Nov
13
2008

SQL Joins and Applies – Understanding OUTER JOIN

This is part of a four part post series on SQL Joins and Applies.
If you want to follow the examples given, you can get the T-SQL to create the tables, function and test data from my earlier post SQL Joins and Applies – Test Data.

The other posts in this series are:
SQL Joins and Applies – Understanding INNER JOIN
SQL Joins and Applies – Understanding CROSS JOIN
SQL Joins and Applies – Understanding APPLY

Outer Joins are joins that include rows even if they do not have related rows in the joined table. There are three types of outer join, each one specifies if you will always see the rows from the LEFT, RIGHT or both (FULL) tables.

From Books Online (For an outer Join):

A join that includes rows even if they do not have related rows in the joined table.

LEFT OUTER JOIN
From Books Online:

All rows from the first-named table (the “left” table, which appears leftmost in the JOIN clause) are included. Unmatched rows in the right table do not appear.

SELECT		tsi.sourceValue [sourceValue_left],
		tsi.sysID [sysID_left],
		tss.sysID [sysID_Right],
		tss.sourceValue [sourceValue_right]
FROM		dbo.tblSourceIntegers tsi
LEFT OUTER JOIN	dbo.tblSourceStrings tss
	ON	tsi.sysID = tss.sysID;

Results:

sourceValue_left sysID_left  sysID_Right sourceValue_right
---------------- ----------- ----------- -----------------
100              1           NULL        NULL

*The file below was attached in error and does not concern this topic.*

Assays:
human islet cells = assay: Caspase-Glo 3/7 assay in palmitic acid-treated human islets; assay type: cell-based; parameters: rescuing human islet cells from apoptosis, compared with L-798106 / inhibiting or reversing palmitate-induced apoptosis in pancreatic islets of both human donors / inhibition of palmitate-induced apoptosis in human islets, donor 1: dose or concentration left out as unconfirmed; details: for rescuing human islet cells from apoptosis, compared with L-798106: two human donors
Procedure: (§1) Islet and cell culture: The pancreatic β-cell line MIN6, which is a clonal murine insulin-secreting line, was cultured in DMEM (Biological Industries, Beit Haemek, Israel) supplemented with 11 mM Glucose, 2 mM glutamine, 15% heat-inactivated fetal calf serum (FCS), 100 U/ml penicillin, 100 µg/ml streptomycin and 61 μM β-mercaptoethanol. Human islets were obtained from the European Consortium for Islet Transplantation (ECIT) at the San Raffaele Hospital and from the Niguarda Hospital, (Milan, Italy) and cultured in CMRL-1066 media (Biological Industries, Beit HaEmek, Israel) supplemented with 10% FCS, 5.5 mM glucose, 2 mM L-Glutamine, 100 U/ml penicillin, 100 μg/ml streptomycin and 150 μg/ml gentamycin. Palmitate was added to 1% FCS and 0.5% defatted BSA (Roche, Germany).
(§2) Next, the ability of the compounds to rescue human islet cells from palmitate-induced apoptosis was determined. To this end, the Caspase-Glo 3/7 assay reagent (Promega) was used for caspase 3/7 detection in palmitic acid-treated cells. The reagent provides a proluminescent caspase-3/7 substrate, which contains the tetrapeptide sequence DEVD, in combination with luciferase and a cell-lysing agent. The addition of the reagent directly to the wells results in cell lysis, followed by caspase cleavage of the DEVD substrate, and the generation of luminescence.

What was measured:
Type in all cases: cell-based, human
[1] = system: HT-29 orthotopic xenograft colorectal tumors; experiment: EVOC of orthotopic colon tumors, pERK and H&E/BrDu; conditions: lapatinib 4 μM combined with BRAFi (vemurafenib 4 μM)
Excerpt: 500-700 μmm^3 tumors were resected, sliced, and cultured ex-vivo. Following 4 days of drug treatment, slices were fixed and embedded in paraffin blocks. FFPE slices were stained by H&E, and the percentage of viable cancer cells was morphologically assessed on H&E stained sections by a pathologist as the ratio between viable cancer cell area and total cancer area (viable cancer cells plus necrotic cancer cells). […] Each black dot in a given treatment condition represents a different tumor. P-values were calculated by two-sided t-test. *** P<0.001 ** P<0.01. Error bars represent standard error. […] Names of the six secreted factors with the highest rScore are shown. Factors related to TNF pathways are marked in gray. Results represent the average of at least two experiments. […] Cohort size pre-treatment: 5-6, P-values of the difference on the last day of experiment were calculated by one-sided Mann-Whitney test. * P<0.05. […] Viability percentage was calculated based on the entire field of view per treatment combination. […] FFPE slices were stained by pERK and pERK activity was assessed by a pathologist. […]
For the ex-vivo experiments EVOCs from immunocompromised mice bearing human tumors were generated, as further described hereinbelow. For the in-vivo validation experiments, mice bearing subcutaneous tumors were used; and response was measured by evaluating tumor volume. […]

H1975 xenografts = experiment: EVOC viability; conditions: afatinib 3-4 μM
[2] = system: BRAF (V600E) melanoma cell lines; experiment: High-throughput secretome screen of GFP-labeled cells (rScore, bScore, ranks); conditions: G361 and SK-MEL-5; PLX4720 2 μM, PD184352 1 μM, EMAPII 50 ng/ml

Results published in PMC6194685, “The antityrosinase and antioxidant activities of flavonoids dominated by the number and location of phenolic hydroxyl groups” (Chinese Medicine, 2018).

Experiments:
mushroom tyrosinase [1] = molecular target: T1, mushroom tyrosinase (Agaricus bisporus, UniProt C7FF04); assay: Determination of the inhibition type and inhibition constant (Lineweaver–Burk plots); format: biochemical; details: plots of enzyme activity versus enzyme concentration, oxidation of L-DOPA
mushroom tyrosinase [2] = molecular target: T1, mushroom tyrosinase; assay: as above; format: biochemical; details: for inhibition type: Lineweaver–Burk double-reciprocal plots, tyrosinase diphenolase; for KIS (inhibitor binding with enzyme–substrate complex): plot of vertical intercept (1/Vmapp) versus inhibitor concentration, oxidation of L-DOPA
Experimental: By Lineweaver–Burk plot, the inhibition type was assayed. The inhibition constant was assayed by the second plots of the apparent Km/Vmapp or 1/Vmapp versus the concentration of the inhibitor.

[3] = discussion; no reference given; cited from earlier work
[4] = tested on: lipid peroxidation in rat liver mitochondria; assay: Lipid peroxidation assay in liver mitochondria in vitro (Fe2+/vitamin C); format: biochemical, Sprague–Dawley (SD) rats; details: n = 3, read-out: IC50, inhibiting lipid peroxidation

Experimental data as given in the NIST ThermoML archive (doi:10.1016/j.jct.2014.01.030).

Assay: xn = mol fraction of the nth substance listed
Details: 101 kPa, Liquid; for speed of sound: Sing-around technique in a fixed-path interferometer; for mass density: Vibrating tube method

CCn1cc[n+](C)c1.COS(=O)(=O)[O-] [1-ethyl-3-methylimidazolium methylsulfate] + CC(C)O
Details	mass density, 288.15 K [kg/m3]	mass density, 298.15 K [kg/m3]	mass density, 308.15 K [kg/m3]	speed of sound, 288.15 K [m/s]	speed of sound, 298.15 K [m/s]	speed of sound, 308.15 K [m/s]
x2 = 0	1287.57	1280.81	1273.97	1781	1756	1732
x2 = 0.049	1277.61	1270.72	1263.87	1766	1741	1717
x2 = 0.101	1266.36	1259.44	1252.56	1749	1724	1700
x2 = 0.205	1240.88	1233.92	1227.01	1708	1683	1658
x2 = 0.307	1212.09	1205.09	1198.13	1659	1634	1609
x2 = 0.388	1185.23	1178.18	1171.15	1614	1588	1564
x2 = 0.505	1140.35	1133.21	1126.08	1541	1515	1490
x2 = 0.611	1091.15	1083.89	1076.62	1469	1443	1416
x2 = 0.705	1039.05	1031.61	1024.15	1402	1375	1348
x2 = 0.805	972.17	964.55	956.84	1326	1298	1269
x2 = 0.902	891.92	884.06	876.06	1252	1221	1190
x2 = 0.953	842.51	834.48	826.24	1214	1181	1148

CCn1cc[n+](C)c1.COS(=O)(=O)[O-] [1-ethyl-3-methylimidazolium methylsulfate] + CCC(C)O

200              2           2           Apple
NULL             NULL        NULL        NULL
400              4           NULL        NULL
500              5           5           Dog

(5 row(s) affected)

As above, all of the values in the left table were returned.

RIGHT OUTER JOIN
From Books Online:

All rows in the second-named table (the “right” table, which appears rightmost in the JOIN clause) are included. Unmatched rows in the left table are not included.

SELECT			tsi.sourceValue [sourceValue_left],
			tsi.sysID [sysID_left],
			tss.sysID [sysID_Right],
			tss.sourceValue [sourceValue_right]
FROM			dbo.tblSourceIntegers tsi
RIGHT OUTER JOIN	dbo.tblSourceStrings tss
	ON		tsi.sysID = tss.sysID;

Results:

sourceValue_left sysID_left  sysID_Right sourceValue_right
---------------- ----------- ----------- -----------------
200              2           2           Apple
NULL             NULL        3           Banana
NULL             NULL        NULL        NULL
500              5           5           Dog
NULL             NULL        6           Egg

(5 row(s) affected)

As above, all of the values in the right table were returned.

FULL OUTER JOIN
From Books Online:

All rows in all joined tables are included, whether they are matched or not.

SELECT		tsi.sourceValue [sourceValue_left],
		tsi.sysID [sysID_left],
		tss.sysID [sysID_Right],
		tss.sourceValue [sourceValue_right]
FROM		dbo.tblSourceIntegers tsi
FULL OUTER JOIN	dbo.tblSourceStrings tss
	ON	tsi.sysID = tss.sysID;

Results:

sourceValue_left sysID_left  sysID_Right sourceValue_right
---------------- ----------- ----------- -----------------
100              1           NULL        NULL
200              2           2           Apple
NULL             NULL        NULL        NULL
400              4           NULL        NULL
500              5           5           Dog
NULL             NULL        3           Banana
NULL             NULL        NULL        NULL
NULL             NULL        6           Egg

(8 row(s) affected)

Looking at the above result, all of the values in the left table were returned first, followed by the unmatched values from the right table.

Written by John in: SQL Tips,Tips |

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